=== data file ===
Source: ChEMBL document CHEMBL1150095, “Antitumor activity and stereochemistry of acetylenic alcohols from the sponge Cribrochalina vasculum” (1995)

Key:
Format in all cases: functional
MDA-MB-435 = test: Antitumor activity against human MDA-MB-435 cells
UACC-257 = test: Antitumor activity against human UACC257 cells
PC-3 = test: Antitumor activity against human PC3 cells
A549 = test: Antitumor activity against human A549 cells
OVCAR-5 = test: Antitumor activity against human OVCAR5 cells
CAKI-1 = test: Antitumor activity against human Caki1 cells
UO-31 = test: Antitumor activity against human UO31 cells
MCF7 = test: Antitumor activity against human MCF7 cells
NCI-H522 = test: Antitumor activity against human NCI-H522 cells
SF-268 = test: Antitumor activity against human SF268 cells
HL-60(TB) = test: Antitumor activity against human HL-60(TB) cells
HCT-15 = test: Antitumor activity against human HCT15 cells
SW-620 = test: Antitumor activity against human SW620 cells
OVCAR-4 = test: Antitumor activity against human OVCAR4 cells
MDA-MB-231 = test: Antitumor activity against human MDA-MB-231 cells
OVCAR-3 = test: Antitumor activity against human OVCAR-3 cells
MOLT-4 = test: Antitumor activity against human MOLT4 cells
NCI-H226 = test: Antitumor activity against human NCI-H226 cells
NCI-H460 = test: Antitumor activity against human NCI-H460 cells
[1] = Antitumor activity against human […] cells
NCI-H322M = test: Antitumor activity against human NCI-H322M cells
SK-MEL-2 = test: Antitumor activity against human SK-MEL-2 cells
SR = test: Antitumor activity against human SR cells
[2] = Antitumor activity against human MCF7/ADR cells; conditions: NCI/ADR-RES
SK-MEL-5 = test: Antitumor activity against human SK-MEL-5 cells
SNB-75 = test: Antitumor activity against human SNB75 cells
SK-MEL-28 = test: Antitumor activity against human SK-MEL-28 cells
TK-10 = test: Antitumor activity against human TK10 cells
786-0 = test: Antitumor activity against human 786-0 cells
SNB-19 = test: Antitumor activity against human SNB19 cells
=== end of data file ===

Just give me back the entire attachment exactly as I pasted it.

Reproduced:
Source: ChEMBL document CHEMBL1150095, “Antitumor activity and stereochemistry of acetylenic alcohols from the sponge Cribrochalina vasculum” (1995)

Key:
Format in all cases: functional
MDA-MB-435 = test: Antitumor activity against human MDA-MB-435 cells
UACC-257 = test: Antitumor activity against human UACC257 cells
PC-3 = test: Antitumor activity against human PC3 cells
A549 = test: Antitumor activity against human A549 cells
OVCAR-5 = test: Antitumor activity against human OVCAR5 cells
CAKI-1 = test: Antitumor activity against human Caki1 cells
UO-31 = test: Antitumor activity against human UO31 cells
MCF7 = test: Antitumor activity against human MCF7 cells
NCI-H522 = test: Antitumor activity against human NCI-H522 cells
SF-268 = test: Antitumor activity against human SF268 cells
HL-60(TB) = test: Antitumor activity against human HL-60(TB) cells
HCT-15 = test: Antitumor activity against human HCT15 cells
SW-620 = test: Antitumor activity against human SW620 cells
OVCAR-4 = test: Antitumor activity against human OVCAR4 cells
MDA-MB-231 = test: Antitumor activity against human MDA-MB-231 cells
OVCAR-3 = test: Antitumor activity against human OVCAR-3 cells
MOLT-4 = test: Antitumor activity against human MOLT4 cells
NCI-H226 = test: Antitumor activity against human NCI-H226 cells
NCI-H460 = test: Antitumor activity against human NCI-H460 cells
[1] = Antitumor activity against human […] cells
NCI-H322M = test: Antitumor activity against human NCI-H322M cells
SK-MEL-2 = test: Antitumor activity against human SK-MEL-2 cells
SR = test: Antitumor activity against human SR cells
[2] = Antitumor activity against human MCF7/ADR cells; conditions: NCI/ADR-RES
SK-MEL-5 = test: Antitumor activity against human SK-MEL-5 cells
SNB-75 = test: Antitumor activity against human SNB75 cells
SK-MEL-28 = test: Antitumor activity against human SK-MEL-28 cells
TK-10 = test: Antitumor activity against human TK10 cells
786-0 = test: Antitumor activity against human 786-0 cells
SNB-19 = test: Antitumor activity against human SNB19 cells